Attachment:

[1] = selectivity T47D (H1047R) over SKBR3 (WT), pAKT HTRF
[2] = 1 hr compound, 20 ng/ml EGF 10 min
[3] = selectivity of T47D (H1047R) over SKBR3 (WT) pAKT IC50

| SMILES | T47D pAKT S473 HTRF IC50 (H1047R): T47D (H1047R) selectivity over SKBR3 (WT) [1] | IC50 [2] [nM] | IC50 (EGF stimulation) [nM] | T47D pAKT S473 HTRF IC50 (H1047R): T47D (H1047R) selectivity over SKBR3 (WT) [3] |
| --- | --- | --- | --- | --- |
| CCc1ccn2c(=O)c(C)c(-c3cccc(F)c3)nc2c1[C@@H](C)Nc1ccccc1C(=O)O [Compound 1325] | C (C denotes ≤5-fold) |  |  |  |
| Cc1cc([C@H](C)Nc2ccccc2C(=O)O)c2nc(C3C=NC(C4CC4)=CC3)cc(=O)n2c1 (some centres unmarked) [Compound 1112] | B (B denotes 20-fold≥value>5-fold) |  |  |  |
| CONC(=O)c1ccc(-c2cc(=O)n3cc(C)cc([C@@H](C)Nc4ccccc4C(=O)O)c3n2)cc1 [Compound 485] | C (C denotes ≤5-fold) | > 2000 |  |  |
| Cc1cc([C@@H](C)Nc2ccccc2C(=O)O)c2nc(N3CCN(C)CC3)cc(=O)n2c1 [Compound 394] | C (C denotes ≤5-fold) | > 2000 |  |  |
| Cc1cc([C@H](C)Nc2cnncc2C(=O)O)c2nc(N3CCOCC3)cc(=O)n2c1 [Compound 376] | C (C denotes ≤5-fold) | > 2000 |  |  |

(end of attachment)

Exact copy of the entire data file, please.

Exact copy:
[1] = selectivity T47D (H1047R) over SKBR3 (WT), pAKT HTRF
[2] = 1 hr compound, 20 ng/ml EGF 10 min
[3] = selectivity of T47D (H1047R) over SKBR3 (WT) pAKT IC50

| SMILES | T47D pAKT S473 HTRF IC50 (H1047R): T47D (H1047R) selectivity over SKBR3 (WT) [1] | IC50 [2] [nM] | IC50 (EGF stimulation) [nM] | T47D pAKT S473 HTRF IC50 (H1047R): T47D (H1047R) selectivity over SKBR3 (WT) [3] |
| --- | --- | --- | --- | --- |
| CCc1ccn2c(=O)c(C)c(-c3cccc(F)c3)nc2c1[C@@H](C)Nc1ccccc1C(=O)O [Compound 1325] | C (C denotes ≤5-fold) |  |  |  |
| Cc1cc([C@H](C)Nc2ccccc2C(=O)O)c2nc(C3C=NC(C4CC4)=CC3)cc(=O)n2c1 (some centres unmarked) [Compound 1112] | B (B denotes 20-fold≥value>5-fold) |  |  |  |
| CONC(=O)c1ccc(-c2cc(=O)n3cc(C)cc([C@@H](C)Nc4ccccc4C(=O)O)c3n2)cc1 [Compound 485] | C (C denotes ≤5-fold) | > 2000 |  |  |
| Cc1cc([C@@H](C)Nc2ccccc2C(=O)O)c2nc(N3CCN(C)CC3)cc(=O)n2c1 [Compound 394] | C (C denotes ≤5-fold) | > 2000 |  |  |
| Cc1cc([C@H](C)Nc2cnncc2C(=O)O)c2nc(N3CCOCC3)cc(=O)n2c1 [Compound 376] | C (C denotes ≤5-fold) | > 2000 |  |  |